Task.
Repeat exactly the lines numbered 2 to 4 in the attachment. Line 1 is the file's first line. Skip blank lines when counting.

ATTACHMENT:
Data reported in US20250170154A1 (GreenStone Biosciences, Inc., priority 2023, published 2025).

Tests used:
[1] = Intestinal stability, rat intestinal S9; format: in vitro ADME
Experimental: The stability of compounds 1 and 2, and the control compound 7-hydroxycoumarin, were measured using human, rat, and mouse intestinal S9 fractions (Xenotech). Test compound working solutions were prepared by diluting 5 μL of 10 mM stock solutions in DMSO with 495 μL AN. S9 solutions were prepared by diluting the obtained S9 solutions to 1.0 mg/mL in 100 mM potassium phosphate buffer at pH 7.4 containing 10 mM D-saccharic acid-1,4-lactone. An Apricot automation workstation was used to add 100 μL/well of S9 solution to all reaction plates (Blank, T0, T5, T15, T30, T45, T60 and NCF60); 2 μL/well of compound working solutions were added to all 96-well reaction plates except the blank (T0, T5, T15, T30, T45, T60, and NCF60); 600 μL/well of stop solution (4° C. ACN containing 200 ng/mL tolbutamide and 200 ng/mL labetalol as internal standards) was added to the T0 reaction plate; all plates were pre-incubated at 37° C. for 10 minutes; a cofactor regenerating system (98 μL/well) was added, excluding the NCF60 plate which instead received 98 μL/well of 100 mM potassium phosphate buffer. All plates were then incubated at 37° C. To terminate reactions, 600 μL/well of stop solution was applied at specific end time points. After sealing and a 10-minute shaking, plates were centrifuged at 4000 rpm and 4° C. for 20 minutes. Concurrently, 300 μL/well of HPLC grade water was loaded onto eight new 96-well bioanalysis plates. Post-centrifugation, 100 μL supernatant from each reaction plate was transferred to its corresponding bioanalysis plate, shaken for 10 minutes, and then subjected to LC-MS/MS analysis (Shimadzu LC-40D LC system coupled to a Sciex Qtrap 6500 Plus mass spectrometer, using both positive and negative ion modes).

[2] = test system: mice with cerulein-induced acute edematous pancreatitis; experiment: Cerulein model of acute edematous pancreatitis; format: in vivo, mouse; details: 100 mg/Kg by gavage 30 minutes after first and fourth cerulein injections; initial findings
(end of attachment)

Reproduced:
Tests used:
[1] = Intestinal stability, rat intestinal S9; format: in vitro ADME
Experimental: The stability of compounds 1 and 2, and the control compound 7-hydroxycoumarin, were measured using human, rat, and mouse intestinal S9 fractions (Xenotech). Test compound working solutions were prepared by diluting 5 μL of 10 mM stock solutions in DMSO with 495 μL AN. S9 solutions were prepared by diluting the obtained S9 solutions to 1.0 mg/mL in 100 mM potassium phosphate buffer at pH 7.4 containing 10 mM D-saccharic acid-1,4-lactone. An Apricot automation workstation was used to add 100 μL/well of S9 solution to all reaction plates (Blank, T0, T5, T15, T30, T45, T60 and NCF60); 2 μL/well of compound working solutions were added to all 96-well reaction plates except the blank (T0, T5, T15, T30, T45, T60, and NCF60); 600 μL/well of stop solution (4° C. ACN containing 200 ng/mL tolbutamide and 200 ng/mL labetalol as internal standards) was added to the T0 reaction plate; all plates were pre-incubated at 37° C. for 10 minutes; a cofactor regenerating system (98 μL/well) was added, excluding the NCF60 plate which instead received 98 μL/well of 100 mM potassium phosphate buffer. All plates were then incubated at 37° C. To terminate reactions, 600 μL/well of stop solution was applied at specific end time points. After sealing and a 10-minute shaking, plates were centrifuged at 4000 rpm and 4° C. for 20 minutes. Concurrently, 300 μL/well of HPLC grade water was loaded onto eight new 96-well bioanalysis plates. Post-centrifugation, 100 μL supernatant from each reaction plate was transferred to its corresponding bioanalysis plate, shaken for 10 minutes, and then subjected to LC-MS/MS analysis (Shimadzu LC-40D LC system coupled to a Sciex Qtrap 6500 Plus mass spectrometer, using both positive and negative ion modes).